Somewhat obsolete in this post-Grey’s Anatomy landscape, it’s hard to remember when ER ruled the medical drama roost. Now that it’s in its last year, and television viewers have to endure the season long good-bye, Season 10 is released on DVD.

Just five years ago, Season 10 was one of those pivotal years if only for the amount of cast turnover during the season. We still have some holdover faces from the original season, Dr. John Carter (Noah Wyle), Dr. Susan Lewis (Sherry Stringfield) and Jerry Markovic (Abraham Benrubi) and a few nurses to give roots to the series for long time fans. In a lot of ways, ER was Carter’s show, especially once he became the last of the original cast members to hold down the show. This season had the same feel as when David Duchovney decided to only do half the episodes of a season of X-Files before actually calling it quits, leaving the show limping along rather than just folding up.

This season introduced the characters of nurse Samantha Taggart (Linda Cardellini), Dr. Neela Rasgotra (Parminder Nagra), and Dr. Archie Morris (Scott Grimes). Because of the nature of it sprawling cast, the show left some characters with not much to do and thus nowhere to go except leave. This partially explains the departure of Dr. Elizabeth Corday (Alex Kingston), though Dr. Romano (Paul McCrane) was killed off as a punchline (reminiscent of when L.A. Law used an elevator shaft to get rid of Rosalind Shays).

“I wanted to feel like I was really doing something.” –Carter

ER revolves around workplace dynamics and relationships. The drama realizes that real life comes down to relationships, both those among the staff as well as with and around their patients. Relationships are messy, but they also are only part of what it means to become fully human. Despite the hospital heroics (and, mind you, why anyone would choose to ever go to a hospital that features so many disasters happening to and within it, no one quite explains), this is life in the ordinary. Like many of us, they’re going through the motions, stuck in empty patterns, too often characterized by this sense of an unfulfilled existence. It leads some to find peace, redemption, and purpose by getting perspective in Africa. For some, it’s simply a matter of getting outside of their own heads, drawing on a sense of a bigger mission: the calling of being a doctor or healer.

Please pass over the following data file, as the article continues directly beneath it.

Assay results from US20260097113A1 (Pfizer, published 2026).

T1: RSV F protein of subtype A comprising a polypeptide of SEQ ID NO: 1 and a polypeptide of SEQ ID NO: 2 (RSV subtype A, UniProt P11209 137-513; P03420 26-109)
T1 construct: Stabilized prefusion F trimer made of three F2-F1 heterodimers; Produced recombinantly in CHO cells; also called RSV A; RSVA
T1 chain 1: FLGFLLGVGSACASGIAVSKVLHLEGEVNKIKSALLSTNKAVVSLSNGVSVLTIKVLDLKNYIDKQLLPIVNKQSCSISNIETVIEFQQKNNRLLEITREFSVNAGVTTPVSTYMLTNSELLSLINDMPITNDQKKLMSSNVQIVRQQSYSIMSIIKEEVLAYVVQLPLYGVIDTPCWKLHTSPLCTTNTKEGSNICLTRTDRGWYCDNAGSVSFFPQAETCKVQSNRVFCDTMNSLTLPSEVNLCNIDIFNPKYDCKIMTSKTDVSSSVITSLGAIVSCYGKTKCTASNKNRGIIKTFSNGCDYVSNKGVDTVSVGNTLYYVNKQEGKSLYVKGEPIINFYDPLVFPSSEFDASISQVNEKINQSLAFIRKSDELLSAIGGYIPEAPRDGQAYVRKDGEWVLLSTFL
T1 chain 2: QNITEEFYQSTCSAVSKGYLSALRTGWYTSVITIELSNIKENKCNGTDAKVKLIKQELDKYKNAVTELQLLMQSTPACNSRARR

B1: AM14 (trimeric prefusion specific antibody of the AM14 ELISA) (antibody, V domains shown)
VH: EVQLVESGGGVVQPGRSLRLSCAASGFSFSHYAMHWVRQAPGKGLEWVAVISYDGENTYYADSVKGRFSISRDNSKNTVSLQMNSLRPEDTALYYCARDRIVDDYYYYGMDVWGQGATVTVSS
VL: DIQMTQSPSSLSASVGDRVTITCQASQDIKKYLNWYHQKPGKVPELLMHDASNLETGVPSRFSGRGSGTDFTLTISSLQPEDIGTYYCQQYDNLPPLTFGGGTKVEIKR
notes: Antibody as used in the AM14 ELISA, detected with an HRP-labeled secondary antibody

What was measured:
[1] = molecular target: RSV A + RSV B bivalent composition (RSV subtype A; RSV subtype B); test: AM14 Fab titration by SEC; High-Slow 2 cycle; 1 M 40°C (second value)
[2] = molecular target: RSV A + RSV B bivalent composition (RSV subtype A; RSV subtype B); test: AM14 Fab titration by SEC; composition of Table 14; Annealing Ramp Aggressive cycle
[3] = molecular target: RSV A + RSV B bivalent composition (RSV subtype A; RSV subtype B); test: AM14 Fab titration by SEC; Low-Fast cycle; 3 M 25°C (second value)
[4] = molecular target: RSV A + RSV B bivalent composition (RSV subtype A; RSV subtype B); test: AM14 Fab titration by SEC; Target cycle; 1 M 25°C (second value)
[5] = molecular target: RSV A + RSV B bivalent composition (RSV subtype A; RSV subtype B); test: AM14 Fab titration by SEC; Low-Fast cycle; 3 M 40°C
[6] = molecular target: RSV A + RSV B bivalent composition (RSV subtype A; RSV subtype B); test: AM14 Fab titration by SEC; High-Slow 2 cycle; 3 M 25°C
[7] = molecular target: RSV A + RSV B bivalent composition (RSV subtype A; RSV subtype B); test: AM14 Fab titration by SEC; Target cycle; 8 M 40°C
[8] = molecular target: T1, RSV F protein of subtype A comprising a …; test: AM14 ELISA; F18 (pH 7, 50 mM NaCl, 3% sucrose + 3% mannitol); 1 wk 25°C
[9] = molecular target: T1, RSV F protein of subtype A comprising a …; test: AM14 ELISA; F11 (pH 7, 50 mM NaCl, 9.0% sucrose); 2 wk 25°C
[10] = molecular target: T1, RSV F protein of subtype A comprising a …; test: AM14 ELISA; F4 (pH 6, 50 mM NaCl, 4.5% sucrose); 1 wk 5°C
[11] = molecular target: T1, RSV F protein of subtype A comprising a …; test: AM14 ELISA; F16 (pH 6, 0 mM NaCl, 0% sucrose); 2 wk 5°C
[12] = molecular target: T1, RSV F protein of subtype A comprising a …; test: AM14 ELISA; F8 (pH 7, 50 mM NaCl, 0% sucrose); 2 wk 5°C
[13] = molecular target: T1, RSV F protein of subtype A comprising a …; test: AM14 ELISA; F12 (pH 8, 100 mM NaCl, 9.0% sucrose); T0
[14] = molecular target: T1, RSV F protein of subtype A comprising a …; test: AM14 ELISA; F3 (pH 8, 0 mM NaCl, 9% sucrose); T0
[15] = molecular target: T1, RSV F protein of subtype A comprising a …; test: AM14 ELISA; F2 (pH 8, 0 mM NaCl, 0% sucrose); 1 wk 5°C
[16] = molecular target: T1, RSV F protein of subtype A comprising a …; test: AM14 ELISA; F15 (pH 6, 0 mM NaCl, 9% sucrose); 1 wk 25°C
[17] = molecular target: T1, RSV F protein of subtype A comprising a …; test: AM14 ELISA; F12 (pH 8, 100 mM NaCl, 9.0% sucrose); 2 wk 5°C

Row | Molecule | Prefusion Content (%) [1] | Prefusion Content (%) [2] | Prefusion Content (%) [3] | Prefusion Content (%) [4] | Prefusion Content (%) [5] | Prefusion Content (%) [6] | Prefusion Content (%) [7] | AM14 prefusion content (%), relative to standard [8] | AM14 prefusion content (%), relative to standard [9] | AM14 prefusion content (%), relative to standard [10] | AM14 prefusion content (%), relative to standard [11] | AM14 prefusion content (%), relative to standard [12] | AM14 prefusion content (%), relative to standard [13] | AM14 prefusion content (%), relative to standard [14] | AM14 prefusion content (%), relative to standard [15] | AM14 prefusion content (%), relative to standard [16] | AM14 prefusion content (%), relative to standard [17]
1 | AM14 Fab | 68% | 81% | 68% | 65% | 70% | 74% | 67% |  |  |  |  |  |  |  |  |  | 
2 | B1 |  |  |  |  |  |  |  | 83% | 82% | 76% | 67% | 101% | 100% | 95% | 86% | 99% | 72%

“I couldn’t believe in a God that would allow such things to happen … It’s really hard to feel the Holy Spirit’s presence on a day like today.” –Kovac

Reconciliation is not a human quality. God’s mission, reconciling humanity to Himself, was His initiative. In response to this, the Christian church should be a community of people who refuse to be content with human pain and suffering. We are the answer to the problem of evil. We are the ones who believe in a gospel of liberation. We need to accept our new existence as agents of reconciliation

Doctors and nurses do it because invest themselves sacrificially in the lives of others. They do it, largely without thanks, because they are crusaders in their own way, using medicine as their sword, working in the trenches of man’s inhumanity to man, day after day, without any rounds of applause. They join in God’s mission to be a blessing to the world. That is what redemption is all about. Bring reconciliation and healing to this world by being God’s hands.

“It’s simpler here. People need help, I can help.” –Carter

ER manages to retain its air of preachiness as relevance, some episodes feeling like a series of “one to grow” on moments. The show’s strength and weakness has always been the chemistry between the (hopefully interesting) characters, like the eventual dynamic between Dr. Gregory Pratt (Mekhi Pfifer) and Morris. With season 10, we have a lion in winter. Too bad we have to see this once venerable show limp along for another five years.

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